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depraved_miscreant

depraved_miscreant
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  • Tortoise Energy Infrastructure Looks Really Cheap [View article]
    "Is TYG a good candidate for a short term pop in market price or is it destined to be a chronic laggard ? "

    Prescient call, George. TYG up 2% today. Or have you become a market mover ?
    Nov 11, 2014. 04:47 PM | 1 Like Like |Link to Comment
  • Tortoise Energy Infrastructure Looks Really Cheap [View article]
    "Interesting metrics for the two funds. Over the last year, NAV for TYG has increased > 23% while the market price is up only ~ 1.4%....might TYG be better positioned to catch up to its NAV ?"

    At first, I liked the fact that TYG's market price trailed its NAV by >22% and a peek at the entire CEF universe showed that to be the 4th highest among all CEFs using cefanalyzer data from 11/07. But the top three are all Cornerstone funds, which makes me wonder if that is such a good thing. Is TYG a good candidate for a short term pop in market price or is it destined to be a chronic laggard ?
    Nov 11, 2014. 02:13 PM | Likes Like |Link to Comment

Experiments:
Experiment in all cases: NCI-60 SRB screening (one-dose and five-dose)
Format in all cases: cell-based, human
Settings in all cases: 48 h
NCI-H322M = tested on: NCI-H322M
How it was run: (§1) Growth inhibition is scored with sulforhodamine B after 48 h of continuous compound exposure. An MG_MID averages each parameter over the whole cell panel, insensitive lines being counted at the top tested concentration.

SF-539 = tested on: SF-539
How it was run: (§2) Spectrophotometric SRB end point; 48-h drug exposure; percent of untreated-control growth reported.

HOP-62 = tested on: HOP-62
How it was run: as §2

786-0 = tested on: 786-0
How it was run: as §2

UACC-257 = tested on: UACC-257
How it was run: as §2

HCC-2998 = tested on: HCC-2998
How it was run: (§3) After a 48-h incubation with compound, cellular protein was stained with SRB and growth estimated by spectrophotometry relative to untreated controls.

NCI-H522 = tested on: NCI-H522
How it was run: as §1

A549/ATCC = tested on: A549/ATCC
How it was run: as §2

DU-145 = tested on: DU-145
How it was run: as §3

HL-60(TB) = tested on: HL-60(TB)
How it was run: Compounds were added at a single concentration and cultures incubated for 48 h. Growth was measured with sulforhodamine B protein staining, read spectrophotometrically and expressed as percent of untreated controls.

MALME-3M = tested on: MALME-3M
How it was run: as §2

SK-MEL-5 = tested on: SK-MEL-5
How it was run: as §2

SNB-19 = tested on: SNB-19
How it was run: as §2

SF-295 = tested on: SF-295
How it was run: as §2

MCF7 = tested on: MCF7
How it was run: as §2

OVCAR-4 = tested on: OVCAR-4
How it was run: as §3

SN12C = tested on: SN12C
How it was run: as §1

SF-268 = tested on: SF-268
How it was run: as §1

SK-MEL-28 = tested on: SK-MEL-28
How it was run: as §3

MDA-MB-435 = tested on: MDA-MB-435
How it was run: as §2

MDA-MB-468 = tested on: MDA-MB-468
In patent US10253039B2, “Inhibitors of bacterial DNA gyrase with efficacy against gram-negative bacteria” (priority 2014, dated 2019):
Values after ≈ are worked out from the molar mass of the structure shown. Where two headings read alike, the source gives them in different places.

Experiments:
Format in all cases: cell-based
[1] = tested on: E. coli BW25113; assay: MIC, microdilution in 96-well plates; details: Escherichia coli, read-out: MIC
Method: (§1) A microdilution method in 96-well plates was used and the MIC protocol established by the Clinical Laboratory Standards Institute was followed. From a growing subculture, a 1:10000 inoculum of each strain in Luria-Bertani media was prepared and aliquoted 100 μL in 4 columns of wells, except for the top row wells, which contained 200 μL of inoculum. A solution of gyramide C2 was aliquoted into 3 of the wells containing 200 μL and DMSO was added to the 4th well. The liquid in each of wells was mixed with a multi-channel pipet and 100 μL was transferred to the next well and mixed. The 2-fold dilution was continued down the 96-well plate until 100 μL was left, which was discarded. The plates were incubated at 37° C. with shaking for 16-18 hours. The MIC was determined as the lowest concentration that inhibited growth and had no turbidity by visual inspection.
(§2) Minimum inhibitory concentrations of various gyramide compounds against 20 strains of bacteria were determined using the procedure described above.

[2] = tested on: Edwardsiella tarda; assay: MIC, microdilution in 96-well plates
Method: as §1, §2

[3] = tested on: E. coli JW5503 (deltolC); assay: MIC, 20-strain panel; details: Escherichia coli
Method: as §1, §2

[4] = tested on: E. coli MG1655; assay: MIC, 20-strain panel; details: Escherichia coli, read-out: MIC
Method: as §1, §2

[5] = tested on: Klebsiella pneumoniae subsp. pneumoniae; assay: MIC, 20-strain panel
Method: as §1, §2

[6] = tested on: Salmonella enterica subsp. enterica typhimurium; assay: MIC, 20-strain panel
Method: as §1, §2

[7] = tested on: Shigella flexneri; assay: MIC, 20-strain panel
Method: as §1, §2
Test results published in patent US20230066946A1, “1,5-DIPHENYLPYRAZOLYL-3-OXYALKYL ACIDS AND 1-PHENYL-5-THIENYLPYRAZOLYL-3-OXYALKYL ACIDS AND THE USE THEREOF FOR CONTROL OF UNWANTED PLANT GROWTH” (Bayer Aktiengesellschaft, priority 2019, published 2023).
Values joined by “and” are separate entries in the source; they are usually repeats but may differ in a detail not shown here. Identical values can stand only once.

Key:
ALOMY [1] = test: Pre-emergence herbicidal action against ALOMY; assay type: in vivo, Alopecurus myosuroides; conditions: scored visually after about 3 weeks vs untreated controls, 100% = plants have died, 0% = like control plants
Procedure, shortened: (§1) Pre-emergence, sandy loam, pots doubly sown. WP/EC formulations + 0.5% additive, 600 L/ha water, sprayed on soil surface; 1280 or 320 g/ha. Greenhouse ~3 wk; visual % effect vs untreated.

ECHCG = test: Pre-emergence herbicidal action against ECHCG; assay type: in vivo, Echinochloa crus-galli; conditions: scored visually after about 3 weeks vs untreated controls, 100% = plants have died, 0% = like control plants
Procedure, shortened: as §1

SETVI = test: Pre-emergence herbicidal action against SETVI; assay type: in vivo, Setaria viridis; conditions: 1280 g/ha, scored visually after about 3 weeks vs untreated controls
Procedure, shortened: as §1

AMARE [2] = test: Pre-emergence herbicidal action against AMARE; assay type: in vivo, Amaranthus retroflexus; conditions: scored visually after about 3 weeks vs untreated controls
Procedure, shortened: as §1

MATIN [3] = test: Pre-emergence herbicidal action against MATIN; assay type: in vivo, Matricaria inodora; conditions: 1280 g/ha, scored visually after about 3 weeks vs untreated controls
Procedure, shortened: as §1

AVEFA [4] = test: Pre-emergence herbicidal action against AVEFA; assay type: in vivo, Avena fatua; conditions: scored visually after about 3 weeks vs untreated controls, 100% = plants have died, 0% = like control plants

• Tortoise Energy Infrastructure Looks Really Cheap [View article]
    Better ? Depends where you hold it. In a taxable account, TTP's ROC and CGs are certainly advantageous over pure income.

    I like TTP's wide discount and good price momentum, but mostly I prefer its GP-heavy portfolio. I'm just beginning to sniff around the MLP CEFs after holding an overly large position in a single MLP (APL) for almost 6 years. I sold recently on the news of APL merging/being taken over and I didn't want any part of the possible tax complexities. That sale turned out to be very timely, as APL has fallen several points since.

    I'm also looking for a purer LP-oriented CEF or two. TYG is one of several worth a look.
    Nov 11, 2014. 01:32 PM | 1 Like Like |Link to Comment
  • Tortoise Energy Infrastructure Looks Really Cheap [View article]
    TTP vs. TYG. While not exactly a case of comparing apples and oranges, tangerines vs. oranges might be an apt description of the difference. While the TTP portfolio does contain MLPs, I believe it is much more heavily invested in the general partners. FWIW, both are C-Corps.

    Interesting metrics for the two funds. Over the last year, NAV for TYG has increased > 23% while the market price is up only ~ 1.4%. For TTP, NAV is up > 27% while its market price is up almost 22%. So TTP has a wider discount and better price momentum, but might TYG be better positioned to catch up to its NAV ? In either case, I wish I had been smart enough to buy them three weeks ago.

    Thanks to George for a superb rundown of TYG.

    I could look it up, by my inherent laziness causes me to ask if anyone has done a comparison of the insider holdings of TYG vs. TTP.